This week Federal Finance Minister Bill Morneau delivered a budget speech focusing on two familiar concepts: skills and innovation. They’ve been a recurring pair of players in conversations across the country – in classrooms and boardrooms, including one right here at the Brookfield Institute for Innovation + Entrepreneurship (BII+E). There is much goodwill in trying to connect people with the skills they need to succeed.
There’s a growing understanding that inclusive growth is the name of the game, and that focusing on full throttle innovation, without understanding the consequences for people, recklessly and needlessly risks leaving too many behind.
When BII+E sought to start a conversation about what the rise of technology would mean for Canadians through our report The Talented Mr. Robot, we were overwhelmed by the diverse range of players that came forward to discuss possible solutions. One of these conversations focused on the need to teach digital literacy to new audiences, and the Digital Literacy + Coding Pilot was born.
A Future for All Youth?
Our research tells us that over the next 20 years, the impacts of automation are likely to be felt most by the lowest earners and those with the least access to education.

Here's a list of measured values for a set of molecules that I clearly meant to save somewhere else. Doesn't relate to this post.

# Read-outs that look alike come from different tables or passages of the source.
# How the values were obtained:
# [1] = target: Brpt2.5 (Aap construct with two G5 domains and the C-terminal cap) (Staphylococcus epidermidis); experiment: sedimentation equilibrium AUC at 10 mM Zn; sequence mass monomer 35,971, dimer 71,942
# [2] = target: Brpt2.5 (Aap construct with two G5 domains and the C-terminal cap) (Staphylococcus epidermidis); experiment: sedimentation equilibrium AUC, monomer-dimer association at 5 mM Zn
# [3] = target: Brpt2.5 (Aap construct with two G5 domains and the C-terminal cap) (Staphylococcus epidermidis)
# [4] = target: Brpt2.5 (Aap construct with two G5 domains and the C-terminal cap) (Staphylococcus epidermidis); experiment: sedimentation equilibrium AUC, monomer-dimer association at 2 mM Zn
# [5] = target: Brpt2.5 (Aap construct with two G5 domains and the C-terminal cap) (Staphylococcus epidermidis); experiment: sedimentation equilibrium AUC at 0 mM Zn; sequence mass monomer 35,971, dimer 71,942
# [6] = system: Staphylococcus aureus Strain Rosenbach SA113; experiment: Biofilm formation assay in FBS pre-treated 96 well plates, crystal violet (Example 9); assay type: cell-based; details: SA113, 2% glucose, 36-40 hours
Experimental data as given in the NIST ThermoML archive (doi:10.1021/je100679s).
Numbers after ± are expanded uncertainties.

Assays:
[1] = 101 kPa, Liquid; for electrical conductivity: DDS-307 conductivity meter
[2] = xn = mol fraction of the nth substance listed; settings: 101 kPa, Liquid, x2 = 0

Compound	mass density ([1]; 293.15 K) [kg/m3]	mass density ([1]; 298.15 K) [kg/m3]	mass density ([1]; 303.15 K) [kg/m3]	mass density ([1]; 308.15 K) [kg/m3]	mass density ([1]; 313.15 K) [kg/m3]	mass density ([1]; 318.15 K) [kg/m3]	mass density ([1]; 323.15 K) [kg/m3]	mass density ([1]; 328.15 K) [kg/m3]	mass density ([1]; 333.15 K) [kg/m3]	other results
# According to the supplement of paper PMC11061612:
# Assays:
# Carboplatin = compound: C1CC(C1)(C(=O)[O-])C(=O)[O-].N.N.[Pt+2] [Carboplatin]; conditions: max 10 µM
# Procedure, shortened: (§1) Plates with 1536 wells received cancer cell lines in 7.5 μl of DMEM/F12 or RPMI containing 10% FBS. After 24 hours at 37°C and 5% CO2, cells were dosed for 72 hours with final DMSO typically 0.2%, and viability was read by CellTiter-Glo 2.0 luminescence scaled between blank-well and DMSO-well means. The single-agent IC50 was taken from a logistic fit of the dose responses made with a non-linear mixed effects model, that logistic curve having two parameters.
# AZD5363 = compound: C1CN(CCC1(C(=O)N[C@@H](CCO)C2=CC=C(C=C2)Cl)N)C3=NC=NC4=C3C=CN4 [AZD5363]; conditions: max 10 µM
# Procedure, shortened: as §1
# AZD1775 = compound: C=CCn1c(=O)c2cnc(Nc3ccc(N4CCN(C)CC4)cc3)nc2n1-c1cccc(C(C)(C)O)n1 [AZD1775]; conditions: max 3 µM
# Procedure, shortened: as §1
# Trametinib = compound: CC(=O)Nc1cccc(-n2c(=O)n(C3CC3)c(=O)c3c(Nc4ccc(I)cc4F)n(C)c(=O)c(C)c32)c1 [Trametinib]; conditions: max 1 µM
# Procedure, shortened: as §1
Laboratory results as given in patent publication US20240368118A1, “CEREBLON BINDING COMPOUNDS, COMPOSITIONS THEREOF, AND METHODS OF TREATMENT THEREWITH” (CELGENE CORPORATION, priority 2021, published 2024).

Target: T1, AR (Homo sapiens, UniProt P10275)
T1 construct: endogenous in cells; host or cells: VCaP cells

Meanwhile, many growing industries are demanding highly skilled workers holding at least a bachelor’s degree, often in the science, technology, engineering, and mathematics fields (STEM). This presents a challenge for a significant proportion of Canada’s youth, particularly women and visible minorities. For instance, women only make up 39% of STEM field graduates aged 25 to 34, despite representing 66% of non-STEM graduates. Additionally, local evidence suggests that high school graduation rates are disproportionately low for Canada’s Indigenous, Black, and Latin American youth, making it difficult for these young people to even apply to university.
So the question is: How might we ensure that all youth, particularly those most at risk of being impacted by automation, are able to build the critical skills and experience needed to thrive in today’s uncertain economy? Solving this problem is necessary not only for Canada’s future economic growth, but also for ensuring the future prosperity of all Canadians.